C2: By practicing AA, you destroy any meaning of its accomplishments. Instead of bringing to the publics eye just how competent minorities are, you create the image that they aren't good enough to get into college on their own, and they need government assistance. You essentially build yet another barrier to those who face discrimination.

C3: When you practice AA, you undoubtedly exclude some definitely worthy students. Colleges can only accept so many people, and when they have to reserve spots, you take up some of those spots. America is a country that has (since WWII) been recognized as a superpower. Slowly, we've been losing this spot, and having ingenuity is a huge factor. By excluding these ingenious people out of the college of their choice, you destroy this ingenuity and the whole country suffers as a result.

As I said in the comments section, I don't mind if my opponent posts a new argument or two in the final round. Once again, as long as it realistically fits in the character limit, it's cool.

I look forward to the response from my opponent and wish them the best of luck
Debate Round No. 2
beem0r

Pro

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OBSERVATIONS
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Re: CON's 01: If we are to take the resolution as meaning what it says it does, then PRO must only show that it is should be practiced at all, and con must show that it should not be practiced at all.

Compare this to saying "Scientists should research a cure for AIDS" or "Scientists should not research a cure for AIDS"
In the first statement, it's obvious that we're not talking saying that every scientist should research AIDS, or even that the majority should. IT simply means that some subset of 'scientists' should research a cure for AIDS, whether that is two scientists or a thousand.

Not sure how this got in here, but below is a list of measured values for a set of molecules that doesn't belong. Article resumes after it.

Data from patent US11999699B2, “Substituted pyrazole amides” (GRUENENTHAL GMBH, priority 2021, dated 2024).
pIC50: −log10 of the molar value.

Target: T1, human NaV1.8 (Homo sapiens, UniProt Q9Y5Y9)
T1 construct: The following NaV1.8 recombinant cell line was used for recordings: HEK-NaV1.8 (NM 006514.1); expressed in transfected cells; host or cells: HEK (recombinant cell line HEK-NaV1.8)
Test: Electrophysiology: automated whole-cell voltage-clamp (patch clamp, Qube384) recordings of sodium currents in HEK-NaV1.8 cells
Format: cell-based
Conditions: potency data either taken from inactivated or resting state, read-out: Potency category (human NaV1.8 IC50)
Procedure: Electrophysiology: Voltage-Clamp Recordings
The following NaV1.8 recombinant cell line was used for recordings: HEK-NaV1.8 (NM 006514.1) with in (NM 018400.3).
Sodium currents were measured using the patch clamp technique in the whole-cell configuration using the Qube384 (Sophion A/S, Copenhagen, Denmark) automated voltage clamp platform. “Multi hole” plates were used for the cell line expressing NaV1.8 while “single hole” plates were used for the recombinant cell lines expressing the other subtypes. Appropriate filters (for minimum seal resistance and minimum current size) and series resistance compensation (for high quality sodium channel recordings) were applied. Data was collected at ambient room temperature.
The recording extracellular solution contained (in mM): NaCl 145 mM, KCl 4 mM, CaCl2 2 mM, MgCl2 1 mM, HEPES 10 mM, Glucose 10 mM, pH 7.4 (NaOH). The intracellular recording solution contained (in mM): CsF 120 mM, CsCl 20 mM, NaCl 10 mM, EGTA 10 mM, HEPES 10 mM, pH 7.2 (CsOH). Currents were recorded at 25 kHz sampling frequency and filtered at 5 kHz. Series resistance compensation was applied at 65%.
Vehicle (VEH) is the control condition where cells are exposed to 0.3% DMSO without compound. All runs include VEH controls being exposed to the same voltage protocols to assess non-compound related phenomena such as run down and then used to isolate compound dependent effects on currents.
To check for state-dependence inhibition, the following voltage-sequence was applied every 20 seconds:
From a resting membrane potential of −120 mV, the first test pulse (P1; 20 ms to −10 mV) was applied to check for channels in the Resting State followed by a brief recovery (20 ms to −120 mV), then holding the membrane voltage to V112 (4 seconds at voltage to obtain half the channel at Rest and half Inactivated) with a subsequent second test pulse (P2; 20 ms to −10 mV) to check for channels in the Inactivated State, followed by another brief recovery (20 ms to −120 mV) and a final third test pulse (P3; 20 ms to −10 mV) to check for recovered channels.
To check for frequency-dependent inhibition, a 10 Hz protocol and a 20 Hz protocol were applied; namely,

And the second statement obviously means that no scientists should research a cure for AIDS.

In this same vein, PRO in this debate only need show that SOME college admissions should practice affirmative action, while CON must show that none should.

Not that it matters at all, since both myself and my opponent are using wide-scale arguments rather than targeting only a few specific colleges.

Re: CON's O4: I concede here. My opponent has pointed out that it does not matter how many points we drop, it only matters who has done a better job of convincing you that their side is correct.

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CONTENTIONS:
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I _CONCEDE_ a point my opponent has brought up - that AA in its current form is reverse discrimination, since it favors minorities over majorities. Instead of treating people equally, it discriminates against those who never used to be discriminated against in order to help those who did.

Allow me then to create the final contention of this debate.

C4: Given that AA in its current form is discrimination against majorities, removing this system would itself be a different implementation of AA.
From D1, AA is an action that favors those who tend to be discriminated against. In the status quo at colleges, majorities tend to be discriminated against, and removing this system would certainly be an act which favors those majorities with respect to the status quo. ("favors" as a verb means to work to the advantage of, and removing AA clearly works to majority groups' advantage, albeit much more fairly)

Let me explain just how significant this is.
With regard to the current implementation of AA, there are really only two ways to go.
First, we could keep it, meaning colleges would continue practicing the AA they currently practice.
Second, we could get rid of it or change it so it doesn't put majority groups at a relative disadvantage anymore, meaning colleges should practice AA in abolishing the current system.